Danny Boyle’s showpiece focused on the historical development of the United Kingdom and paid tribute to key historical milestones such as the development of the industrial age, the NHS and even the internet. It was also criticised for not examining some of the darker chapters in British life, however.
Glasgow is sometimes described in tourism marketing jargon as being representative of “edge tourism”. This means there is both a dark and light side to the city, both of which are enjoyed by tourists. Glasgow 2014 producer David Zolkwer largely succeeded in telling this complex story to the world, having made several correct choices along the way.
Above all, the show did not avoid the over-the-top brashness that you would expect of an aspirational city like Glasgow. This included a same-sex kiss at the top of the show to help demonstrate Glasgow’s tolerance and embrace of diversity. At the tail of the show they saluted Nelson Mandela through word and song. This was once again a reminder to the world that while others hesitated, Glasgow stepped boldly forward to be the first to honour this great and good man with its freedom of the city award, even though he was a prisoner and could not accept it until many years later.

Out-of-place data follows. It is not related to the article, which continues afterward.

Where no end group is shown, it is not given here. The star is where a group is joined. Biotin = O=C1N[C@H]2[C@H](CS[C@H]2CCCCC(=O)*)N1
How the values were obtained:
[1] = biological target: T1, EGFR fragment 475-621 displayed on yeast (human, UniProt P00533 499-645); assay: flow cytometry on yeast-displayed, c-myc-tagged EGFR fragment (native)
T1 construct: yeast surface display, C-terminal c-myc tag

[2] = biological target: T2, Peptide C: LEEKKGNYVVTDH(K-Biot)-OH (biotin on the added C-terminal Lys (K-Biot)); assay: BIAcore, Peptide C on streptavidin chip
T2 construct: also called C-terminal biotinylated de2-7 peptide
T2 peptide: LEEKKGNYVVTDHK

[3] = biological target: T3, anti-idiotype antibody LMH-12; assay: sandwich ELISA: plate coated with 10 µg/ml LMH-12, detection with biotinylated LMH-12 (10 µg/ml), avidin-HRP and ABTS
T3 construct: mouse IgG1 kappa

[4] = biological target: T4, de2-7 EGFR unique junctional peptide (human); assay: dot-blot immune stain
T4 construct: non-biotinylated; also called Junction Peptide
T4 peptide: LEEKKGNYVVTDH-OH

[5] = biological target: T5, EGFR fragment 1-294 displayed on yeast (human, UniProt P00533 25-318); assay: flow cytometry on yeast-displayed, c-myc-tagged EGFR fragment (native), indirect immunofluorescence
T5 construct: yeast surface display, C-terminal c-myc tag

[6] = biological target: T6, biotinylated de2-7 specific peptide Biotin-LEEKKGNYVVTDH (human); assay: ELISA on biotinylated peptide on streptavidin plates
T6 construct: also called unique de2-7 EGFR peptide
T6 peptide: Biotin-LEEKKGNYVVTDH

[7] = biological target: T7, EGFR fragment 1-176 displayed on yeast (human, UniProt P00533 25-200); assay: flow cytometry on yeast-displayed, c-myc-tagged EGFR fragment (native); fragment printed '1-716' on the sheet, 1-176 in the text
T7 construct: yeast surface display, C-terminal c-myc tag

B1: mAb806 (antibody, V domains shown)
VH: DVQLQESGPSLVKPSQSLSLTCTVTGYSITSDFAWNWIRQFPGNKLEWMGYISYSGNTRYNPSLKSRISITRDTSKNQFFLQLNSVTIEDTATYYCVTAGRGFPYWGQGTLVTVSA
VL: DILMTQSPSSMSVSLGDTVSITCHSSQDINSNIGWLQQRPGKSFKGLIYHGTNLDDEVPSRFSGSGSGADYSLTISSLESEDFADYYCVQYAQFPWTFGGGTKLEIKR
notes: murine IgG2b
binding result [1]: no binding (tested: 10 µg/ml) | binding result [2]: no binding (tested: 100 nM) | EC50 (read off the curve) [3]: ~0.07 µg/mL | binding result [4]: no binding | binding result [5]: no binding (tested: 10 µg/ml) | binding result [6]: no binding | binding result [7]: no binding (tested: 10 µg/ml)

Second, for the first time in a mega event they incorporated an opportunity for the worldwide audience to contribute to UNICEF. This dramatically changed the usual focus of opening ceremonies from being one massive party without a purpose to one that could change the world one person and one event at a time. This is highly commendable and will most likely be adopted by most major events in future. Who knows, like many other Scottish inventions it might become known as the “Glasgow effect”.
Finally, although some would question the relevance of the panto approach to some of the Glasgow 2014 segments, it is important to note that Scottish panto has a long and storied tradition in this land. It is therefore a logical way to effectively communicate to the masses the important themes of humanity, generosity, courage and even good humour.
When the role of public events is chronicled, I am convinced that Glasgow 2014 will be remembered as having accurately reflected a city and country that is in great dramatic transition. The producers of the opening ceremony will be remembered, like others before them, for their controversial choices. They will also be remembered in this case, more than any other I have seen, for their bold commitment to using fundraising to create a better world. This is the kind of controversy we need more of in the future.